County deer tests positive for Chronic Wasting Disease, raises concerns for tribal hunters

Thursday, December 5, 2019

A deer harvested within Big Horn County has tested positive for Chronic Wasting Disease, officially marking the end of Big Horn County’s “clean streak” and designating it a “red zone” for CWD contamination, according to Montana Fish, Wildlife and Parks.

Although, hunting season for the state has already come and gone, there is a very pressing concern for many of Montana’s tribal members, who retain their right to subsistence hunting year-round on the reservation.

The diagnosis in the county heightens the chances of hunters and families on the reservation consuming meat from a potentially harmful deer infected with CWD.

While there is no scientific evidence that would confirm the successful transmission of CWD prions through consumption to humans, pets, and livestock, the Center for Disease Control does highly encourage that any meat harvested from a deer, elk, or moose within or nearby a “red zone” where CWD is present be tested to reduce the chance of remediation by consumption.

The standard test is to look at an animal’s retropharyngeal lymph nodes or brainstem for evidence of CWD, according to the Montana FWP website. These samples can only be collected from dead animals and are submitted to a certified CWD-testing diagnostic laboratory.

With the end of the state hunting season, game stations where local hunters would normally take a sample have closed for the year.

This presents an issue for tribal hunters living on the reservation, who would then have to take a sample of the harvested animal to Billings for testing.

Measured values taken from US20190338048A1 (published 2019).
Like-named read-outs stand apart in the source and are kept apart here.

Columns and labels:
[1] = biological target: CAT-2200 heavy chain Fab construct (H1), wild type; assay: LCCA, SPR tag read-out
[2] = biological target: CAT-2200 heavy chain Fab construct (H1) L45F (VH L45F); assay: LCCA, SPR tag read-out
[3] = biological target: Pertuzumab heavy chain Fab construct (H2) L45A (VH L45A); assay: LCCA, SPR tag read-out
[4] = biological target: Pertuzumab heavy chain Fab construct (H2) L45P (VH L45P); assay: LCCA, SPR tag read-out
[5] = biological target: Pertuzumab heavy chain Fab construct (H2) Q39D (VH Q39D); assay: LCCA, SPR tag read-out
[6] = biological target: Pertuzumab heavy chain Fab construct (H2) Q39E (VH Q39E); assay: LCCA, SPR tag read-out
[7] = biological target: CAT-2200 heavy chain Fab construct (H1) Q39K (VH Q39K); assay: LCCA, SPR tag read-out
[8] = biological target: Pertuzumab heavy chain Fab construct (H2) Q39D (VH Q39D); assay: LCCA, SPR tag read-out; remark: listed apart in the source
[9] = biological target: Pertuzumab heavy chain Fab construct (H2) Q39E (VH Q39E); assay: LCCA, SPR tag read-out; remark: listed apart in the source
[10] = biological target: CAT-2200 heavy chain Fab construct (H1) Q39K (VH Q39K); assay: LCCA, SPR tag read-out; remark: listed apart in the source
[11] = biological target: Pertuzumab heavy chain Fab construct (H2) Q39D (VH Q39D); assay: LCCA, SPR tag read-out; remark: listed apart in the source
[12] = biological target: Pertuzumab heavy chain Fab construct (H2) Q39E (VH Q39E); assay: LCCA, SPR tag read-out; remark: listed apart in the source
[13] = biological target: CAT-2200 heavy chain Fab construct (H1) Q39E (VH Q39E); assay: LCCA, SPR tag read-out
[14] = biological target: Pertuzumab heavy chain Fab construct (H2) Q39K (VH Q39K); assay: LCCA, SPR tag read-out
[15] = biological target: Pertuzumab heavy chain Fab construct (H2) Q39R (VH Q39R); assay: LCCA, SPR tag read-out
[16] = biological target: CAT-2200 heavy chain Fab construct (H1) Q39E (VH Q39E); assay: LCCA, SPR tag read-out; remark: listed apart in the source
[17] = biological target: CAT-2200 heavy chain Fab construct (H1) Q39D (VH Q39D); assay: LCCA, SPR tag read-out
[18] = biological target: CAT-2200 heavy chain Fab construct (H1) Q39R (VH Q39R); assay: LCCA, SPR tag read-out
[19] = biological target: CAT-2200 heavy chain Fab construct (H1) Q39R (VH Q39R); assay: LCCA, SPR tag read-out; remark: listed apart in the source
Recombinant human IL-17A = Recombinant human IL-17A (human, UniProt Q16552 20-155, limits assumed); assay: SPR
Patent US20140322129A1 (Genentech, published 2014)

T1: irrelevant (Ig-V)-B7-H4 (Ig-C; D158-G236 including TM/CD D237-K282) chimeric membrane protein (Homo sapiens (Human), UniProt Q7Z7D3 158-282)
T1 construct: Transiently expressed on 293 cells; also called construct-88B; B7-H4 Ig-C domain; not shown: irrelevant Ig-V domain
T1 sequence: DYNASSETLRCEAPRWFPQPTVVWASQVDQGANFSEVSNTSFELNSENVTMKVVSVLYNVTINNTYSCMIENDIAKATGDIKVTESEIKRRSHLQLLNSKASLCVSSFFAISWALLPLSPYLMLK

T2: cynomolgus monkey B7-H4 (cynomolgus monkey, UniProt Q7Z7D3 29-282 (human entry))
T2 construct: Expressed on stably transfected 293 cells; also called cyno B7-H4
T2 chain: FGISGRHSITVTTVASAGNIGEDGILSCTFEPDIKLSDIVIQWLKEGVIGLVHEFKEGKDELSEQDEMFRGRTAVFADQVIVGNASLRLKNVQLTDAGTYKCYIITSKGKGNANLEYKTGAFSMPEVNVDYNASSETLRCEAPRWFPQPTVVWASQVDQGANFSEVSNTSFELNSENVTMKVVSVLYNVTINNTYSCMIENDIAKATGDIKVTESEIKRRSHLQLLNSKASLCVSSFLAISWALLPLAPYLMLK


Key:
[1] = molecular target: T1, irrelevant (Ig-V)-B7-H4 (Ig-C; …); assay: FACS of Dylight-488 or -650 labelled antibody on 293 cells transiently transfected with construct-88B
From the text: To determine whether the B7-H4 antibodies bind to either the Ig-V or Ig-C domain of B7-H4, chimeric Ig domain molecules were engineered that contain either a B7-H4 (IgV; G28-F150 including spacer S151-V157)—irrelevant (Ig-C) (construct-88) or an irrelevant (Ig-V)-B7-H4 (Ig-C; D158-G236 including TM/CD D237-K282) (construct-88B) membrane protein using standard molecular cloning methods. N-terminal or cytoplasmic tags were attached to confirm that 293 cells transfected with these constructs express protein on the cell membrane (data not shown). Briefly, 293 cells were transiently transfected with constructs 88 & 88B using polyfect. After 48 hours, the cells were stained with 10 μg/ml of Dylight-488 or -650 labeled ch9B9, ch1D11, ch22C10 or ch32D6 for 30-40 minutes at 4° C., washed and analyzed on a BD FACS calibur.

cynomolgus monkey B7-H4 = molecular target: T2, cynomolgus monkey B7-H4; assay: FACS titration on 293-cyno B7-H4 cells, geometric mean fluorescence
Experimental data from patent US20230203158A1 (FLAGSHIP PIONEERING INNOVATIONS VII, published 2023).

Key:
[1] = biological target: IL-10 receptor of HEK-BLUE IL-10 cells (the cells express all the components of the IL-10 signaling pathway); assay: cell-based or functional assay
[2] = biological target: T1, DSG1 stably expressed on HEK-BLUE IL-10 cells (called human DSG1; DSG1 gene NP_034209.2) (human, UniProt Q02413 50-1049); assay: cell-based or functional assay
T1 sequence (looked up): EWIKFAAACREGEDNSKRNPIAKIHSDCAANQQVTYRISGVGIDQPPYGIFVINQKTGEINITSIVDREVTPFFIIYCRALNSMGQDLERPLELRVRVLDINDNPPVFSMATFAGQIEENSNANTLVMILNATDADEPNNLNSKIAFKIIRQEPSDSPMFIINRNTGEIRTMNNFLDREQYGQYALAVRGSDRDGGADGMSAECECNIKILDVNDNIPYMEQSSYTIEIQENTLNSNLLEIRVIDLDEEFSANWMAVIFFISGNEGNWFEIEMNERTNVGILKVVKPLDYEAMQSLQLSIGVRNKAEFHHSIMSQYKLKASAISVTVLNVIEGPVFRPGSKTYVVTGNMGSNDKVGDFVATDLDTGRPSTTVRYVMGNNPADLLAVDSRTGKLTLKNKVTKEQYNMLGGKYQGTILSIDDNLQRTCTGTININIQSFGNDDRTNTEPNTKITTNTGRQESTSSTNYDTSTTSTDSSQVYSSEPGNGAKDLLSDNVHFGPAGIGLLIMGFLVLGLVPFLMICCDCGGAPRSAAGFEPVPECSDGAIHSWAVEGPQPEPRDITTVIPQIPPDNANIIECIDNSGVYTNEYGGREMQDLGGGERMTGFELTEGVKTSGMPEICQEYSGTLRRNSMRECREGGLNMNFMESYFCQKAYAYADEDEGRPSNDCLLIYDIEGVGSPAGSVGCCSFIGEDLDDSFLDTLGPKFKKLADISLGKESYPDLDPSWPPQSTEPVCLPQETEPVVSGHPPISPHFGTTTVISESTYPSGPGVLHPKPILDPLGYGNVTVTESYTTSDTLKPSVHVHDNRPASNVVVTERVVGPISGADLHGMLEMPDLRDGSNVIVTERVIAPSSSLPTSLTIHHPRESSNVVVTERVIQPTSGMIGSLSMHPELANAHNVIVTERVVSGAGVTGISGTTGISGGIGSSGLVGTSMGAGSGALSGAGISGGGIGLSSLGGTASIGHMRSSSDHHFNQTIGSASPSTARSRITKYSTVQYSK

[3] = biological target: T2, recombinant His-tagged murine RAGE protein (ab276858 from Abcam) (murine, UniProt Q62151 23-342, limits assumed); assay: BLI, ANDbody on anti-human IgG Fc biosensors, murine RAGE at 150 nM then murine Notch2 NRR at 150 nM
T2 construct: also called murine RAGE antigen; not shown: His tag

With winter weather imminent, concerns rise as the process of testing carcasses for tribal hunters becomes even more complex.

Tribal hunters are encouraged to exercise caution and awareness before consuming venison harvested within Big Horn County.

The CDC recommends hunters who commercially process their harvest ask that their meat be processed separately, to avoid potential CWD contamination.

While proper field dressing of the carcass primarily eliminates organs and tissue most affected by CWD, it does not eliminate a possible transmission route to humans.

CWD prions, closely related to cellular proteins within the body, are always fatal to any member of the Cervid or deer family and can remain in the ground soil for up to seven years.

The World Health Organization recommends hunters, wear rubber gloves and eye protection when field dressing your deer; minimize the handling of brain and spinal tissues; wash hands and instruments thoroughly after field dressing is completed; and avoid consuming brain, spinal cord, eyes, spleen, tonsils and lymph nodes of harvested animals.

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